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Allergy ; 2021 Nov 25.
Article in English | MEDLINE | ID: covidwho-1909311


BACKGROUND: The mRNA vaccine BNT162b2 (Comirnaty, BioNTech/Pfizer) and the vaccine candidate CVnCoV (Curevac) each encode a stabilized spike protein of SARS-CoV2 as antigen but differ with respect to the nature of the mRNA (modified versus unmodified nucleotides) and the mRNA amount (30 µg versus 12 µg RNA). This study characterizes antisera elicited by these two vaccines in comparison to convalescent sera. METHODS: Sera from BNT162b2 vaccinated healthcare workers, and sera from participants of a phase I trial vaccinated with 2, 4, 6, 8, or 12 µg CVnCoV and convalescent sera from hospitalized patients were analyzed by ELISA, neutralization tests, surface plasmon resonance (SPR), and peptide arrays. RESULTS: BNT162b2-elicited sera and convalescent sera have a higher titer of spike-RBD-specific antibodies and neutralizing antibodies as compared to the CVnCoV-elicited sera. For all analyzed sera a reduction in binding and neutralizing antibodies was found for the lineage B.1.351 variant of concern. SPR analyses revealed that the CVnCoV-elicited sera have a lower fraction of slow-dissociating antibodies. Accordingly, the CVnCoV sera almost fail to compete with the spike-ACE2 interaction. The significance of common VOC mutations K417N, E484K, or N501Y focused on linear epitopes was analyzed using a peptide array approach. The peptide arrays showed a strong difference between convalescent sera and vaccine-elicited sera. Specifically, the linear epitope at position N501 was affected by the mutation and elucidates the escape of viral variants to antibodies against this linear epitope. CONCLUSION: These data reveal differences in titer, neutralizing capacity, and affinity of the antibodies between BNT162b2- and CVnCoV-elicited sera, which could contribute to the apparent differences in vaccine efficacy.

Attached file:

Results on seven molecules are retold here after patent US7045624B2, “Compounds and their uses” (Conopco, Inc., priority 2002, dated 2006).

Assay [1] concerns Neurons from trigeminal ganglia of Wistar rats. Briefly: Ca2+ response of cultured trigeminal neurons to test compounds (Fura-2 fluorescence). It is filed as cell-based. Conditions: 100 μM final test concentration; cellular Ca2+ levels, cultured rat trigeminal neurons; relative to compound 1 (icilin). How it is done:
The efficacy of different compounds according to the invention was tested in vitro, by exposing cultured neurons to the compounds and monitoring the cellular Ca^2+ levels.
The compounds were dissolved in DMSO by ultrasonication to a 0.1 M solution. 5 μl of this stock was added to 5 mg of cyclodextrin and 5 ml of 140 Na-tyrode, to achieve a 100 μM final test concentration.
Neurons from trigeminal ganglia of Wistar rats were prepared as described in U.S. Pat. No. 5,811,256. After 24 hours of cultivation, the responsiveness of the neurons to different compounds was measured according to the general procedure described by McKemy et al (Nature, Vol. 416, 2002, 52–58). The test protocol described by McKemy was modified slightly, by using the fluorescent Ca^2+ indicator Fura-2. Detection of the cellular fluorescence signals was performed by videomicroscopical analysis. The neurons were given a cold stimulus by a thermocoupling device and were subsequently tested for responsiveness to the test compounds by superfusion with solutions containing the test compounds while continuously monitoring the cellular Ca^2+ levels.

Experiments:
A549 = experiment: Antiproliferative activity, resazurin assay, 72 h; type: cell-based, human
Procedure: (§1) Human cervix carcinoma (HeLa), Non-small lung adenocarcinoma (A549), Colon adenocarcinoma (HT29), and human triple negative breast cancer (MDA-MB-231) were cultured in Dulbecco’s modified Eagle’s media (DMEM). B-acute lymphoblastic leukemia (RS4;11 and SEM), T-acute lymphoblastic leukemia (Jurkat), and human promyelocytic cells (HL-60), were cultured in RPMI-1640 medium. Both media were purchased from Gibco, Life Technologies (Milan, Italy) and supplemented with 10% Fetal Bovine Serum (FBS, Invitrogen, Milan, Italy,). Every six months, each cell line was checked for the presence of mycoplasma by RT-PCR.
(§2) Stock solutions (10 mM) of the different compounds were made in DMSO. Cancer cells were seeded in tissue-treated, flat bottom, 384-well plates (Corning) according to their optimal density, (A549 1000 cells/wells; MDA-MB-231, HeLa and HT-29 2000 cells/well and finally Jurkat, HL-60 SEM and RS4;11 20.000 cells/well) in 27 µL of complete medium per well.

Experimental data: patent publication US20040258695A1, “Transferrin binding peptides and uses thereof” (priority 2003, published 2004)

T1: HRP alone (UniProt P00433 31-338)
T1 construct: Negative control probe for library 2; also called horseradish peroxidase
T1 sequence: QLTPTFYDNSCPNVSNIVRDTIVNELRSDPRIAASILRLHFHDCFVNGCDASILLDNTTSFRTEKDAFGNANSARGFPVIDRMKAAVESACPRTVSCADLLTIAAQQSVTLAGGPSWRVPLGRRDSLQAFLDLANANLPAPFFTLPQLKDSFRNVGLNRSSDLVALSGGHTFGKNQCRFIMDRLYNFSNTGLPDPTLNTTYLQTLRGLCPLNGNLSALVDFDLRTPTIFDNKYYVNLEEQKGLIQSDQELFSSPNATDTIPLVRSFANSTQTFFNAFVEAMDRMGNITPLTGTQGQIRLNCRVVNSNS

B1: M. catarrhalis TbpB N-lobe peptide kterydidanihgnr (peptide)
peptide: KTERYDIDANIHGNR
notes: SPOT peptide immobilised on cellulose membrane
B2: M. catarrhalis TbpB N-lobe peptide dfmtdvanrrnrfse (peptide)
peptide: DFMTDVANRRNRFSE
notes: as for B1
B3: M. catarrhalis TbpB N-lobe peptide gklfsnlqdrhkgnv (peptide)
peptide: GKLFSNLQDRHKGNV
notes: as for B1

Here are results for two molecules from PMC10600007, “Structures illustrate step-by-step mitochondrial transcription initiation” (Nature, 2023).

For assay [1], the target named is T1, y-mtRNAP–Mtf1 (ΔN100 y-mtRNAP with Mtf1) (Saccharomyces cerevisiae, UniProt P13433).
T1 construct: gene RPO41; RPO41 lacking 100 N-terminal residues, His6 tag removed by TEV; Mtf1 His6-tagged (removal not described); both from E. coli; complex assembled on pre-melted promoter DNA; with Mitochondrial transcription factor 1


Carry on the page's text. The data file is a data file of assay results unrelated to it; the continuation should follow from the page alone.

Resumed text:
Viruses ; 14(2)2022 02 17.
Article in English | MEDLINE | ID: covidwho-1705787


In light of an increasing number of vaccinated and convalescent individuals, there is a major need for the development of robust methods for the quantification of neutralizing antibodies; although, a defined correlate of protection is still missing. Sera from hospitalized COVID-19 patients suffering or not suffering from acute respiratory distress syndrome (ARDS) were comparatively analyzed by plaque reduction neutralization test (PRNT) and pseudotype-based neutralization assays to quantify their neutralizing capacity. The two neutralization assays showed comparable data. In case of the non-ARDS sera, there was a distinct correlation between the data from the neutralization assays on the one hand, and enzyme-linked immune sorbent assay (ELISA), as well as biophysical analyses, on the other hand. As such, surface plasmon resonance (SPR)-based assays for quantification of binding antibodies or analysis of the stability of the antigen-antibody interaction and inhibition of syncytium formation, determined by cell fusion assays, were performed. In the case of ARDS sera, which are characterized by a significantly higher fraction of RBD-binding IgA antibodies, there is a clear correlation between the neutralization assays and the ELISA data. In contrast to this, a less clear correlation between the biophysical analyses on the one hand and ELISAs and neutralization assays on the other hand was observed, which might be explained by the heterogeneity of the antibodies. To conclude, for less complex immune sera-as in cases of non-ARDS sera-combinations of titer quantification by ELISA with inhibition of syncytium formation, SPR-based analysis of antibody binding, determination of the stability of the antigen-antibody complex, and competition of the RBD-ACE2 binding represent alternatives to the classic PRNT for analysis of the neutralizing potential of SARS-CoV-2-specific sera, without the requirement for a BSL3 facility.

Antibodies, Viral/blood , Convalescence , Immune Sera/analysis , SARS-CoV-2/immunology , Spike Glycoprotein, Coronavirus/blood , Spike Glycoprotein, Coronavirus/immunology , Adult , Aged , Aged, 80 and over , Antibodies, Neutralizing/immunology , COVID-19/immunology , Enzyme-Linked Immunosorbent Assay , Female , Hospitalization/statistics & numerical data , Humans , Immune Sera/immunology , Immunity, Humoral , Male , Middle Aged , Neutralization Tests